A Reshoot

On my last post, I included a picture of some seeds floating away from a thistle flower.  I liked that picture, but there was one part I was unhappy with–I had wished for a more even, green background behind the flying seeds.  I went out the next day to try again and captured this image:

 

2975thistlefb

 

One of the most interesting things about photography is trying to capture an image that matches your vision.  When photographing in nature, it’s often impossible to accomplish this.  Try as I might, the birds refuse to listen to my direction and pose in the perfect spot.  Thistle seeds and wind are equally difficult to direct, but this time I was lucky (and also persistent) and I did get the shot I was envisioning.  I love when that happens!

 

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8 Responses to A Reshoot

  1. neihtn2012 says:

    Very nice capture!

  2. Beautiful. I went out yesterday evening and fiddled with the camera… I braved the manual focus for the first time in awhile. My subject was a thistle, too, but a flower not yet opened that had such a beautiful purple. . We’ve had a different type of thistle with a smaller head and lighter purple this year. I wonder if it is a native?

    I could hardly comment on the last post. That was too upsetting. We’ve tried stepping in when people did not show respect to animals, most often children, and didn’t have the same reaction as you received. I do not know what the police would have done except in regard to the threat toward you, but maybe have your state’s DNR number with you. The ducks are protected under the Migratory Bird Treaty Act. And sadly, this is not an isolated case. Right now the Wisconsin DNR is looking for info regarding the killing of Common Tern chicks. 😦

    • I love that purple color of the thistle. It looks so beautiful against a green background. And it is so sad that my situation was not an isolated one–there are way too many examples of people not respecting the world we live in and all its creatures.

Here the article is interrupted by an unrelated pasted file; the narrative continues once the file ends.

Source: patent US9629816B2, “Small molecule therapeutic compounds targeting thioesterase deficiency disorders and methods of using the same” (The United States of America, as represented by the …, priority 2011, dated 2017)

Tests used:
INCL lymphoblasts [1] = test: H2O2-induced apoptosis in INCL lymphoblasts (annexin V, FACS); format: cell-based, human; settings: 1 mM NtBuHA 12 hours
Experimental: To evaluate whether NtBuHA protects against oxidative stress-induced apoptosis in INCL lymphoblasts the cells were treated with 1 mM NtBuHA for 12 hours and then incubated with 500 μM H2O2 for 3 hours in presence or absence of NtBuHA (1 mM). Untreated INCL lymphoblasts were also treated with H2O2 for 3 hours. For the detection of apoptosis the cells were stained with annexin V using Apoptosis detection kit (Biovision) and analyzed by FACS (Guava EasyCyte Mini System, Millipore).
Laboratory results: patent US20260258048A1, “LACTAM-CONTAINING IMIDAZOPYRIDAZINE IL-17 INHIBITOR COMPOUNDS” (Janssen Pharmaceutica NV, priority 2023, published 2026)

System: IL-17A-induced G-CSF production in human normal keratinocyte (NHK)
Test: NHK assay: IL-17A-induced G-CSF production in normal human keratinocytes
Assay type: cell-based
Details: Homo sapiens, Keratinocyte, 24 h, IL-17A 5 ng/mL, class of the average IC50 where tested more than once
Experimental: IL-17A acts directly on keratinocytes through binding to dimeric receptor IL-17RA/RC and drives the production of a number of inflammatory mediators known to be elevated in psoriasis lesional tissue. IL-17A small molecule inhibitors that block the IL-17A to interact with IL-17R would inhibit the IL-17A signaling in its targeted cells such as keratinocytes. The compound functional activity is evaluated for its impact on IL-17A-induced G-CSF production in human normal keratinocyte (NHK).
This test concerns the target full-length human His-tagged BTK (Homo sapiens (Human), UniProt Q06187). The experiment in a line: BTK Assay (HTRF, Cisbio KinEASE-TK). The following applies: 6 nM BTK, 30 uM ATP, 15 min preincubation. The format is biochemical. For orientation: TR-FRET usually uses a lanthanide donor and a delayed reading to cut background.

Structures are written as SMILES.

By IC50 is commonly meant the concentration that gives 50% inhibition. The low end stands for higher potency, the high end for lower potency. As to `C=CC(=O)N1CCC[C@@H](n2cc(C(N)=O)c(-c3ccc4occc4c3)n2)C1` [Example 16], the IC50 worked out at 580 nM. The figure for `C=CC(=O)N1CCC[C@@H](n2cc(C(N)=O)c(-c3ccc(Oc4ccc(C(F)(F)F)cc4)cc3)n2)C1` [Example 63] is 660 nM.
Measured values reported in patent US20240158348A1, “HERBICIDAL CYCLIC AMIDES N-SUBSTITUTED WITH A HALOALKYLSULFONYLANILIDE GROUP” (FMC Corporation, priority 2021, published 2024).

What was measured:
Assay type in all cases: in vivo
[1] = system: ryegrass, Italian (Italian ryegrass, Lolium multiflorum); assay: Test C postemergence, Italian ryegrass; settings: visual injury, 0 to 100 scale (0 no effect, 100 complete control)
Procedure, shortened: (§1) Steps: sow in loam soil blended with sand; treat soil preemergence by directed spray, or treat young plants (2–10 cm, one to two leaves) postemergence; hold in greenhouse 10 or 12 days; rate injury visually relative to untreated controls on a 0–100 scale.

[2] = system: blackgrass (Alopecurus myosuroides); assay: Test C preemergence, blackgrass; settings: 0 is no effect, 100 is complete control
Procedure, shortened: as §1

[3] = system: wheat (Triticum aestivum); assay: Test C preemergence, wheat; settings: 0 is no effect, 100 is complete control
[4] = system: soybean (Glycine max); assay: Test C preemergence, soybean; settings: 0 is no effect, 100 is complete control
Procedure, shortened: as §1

3. What a fabulous shot Carol. Photos like this often take lots of patience as well as technical know how. And going back to make a shot with those flying seeds clearly give it a lovely sense of motion which isn’t always easy to do. Well done! ~ Rick

    • Thank you so much. I’ve really fallen in love with this shot–I keep going back to it. I’m thinking of having it printed on a large canvas. It did take a lot of patience and next time I need to remember my tripod–that 100-400 Canon lens is heavy!

      • Yep, they sure are heavy but it’s hard to beat the range it gives you. As for a tripod, I’m honestly a bit in awe of this shot you did handheld. Seriously! I shoot well over 90% of all my images with the camera mounted on a tripod. From the sharpness of your images and what must be a very steady hand, I’m guessing we don’t have a similar passion for drinking lots of coffee :-)))

      • LOL–I could easily be a coffee addict, but I limit myself to two cups a day! I very rarely use a tripod, usually never with nature photos but sometimes with portraits of people. With my 100-400, 4.5-5.6, I find as long as my shutter speed is roughly 2x my focal length, I’m OK. That means there are a lot of times in the woods I can’t really use this lens, but when I have the light, I love it.

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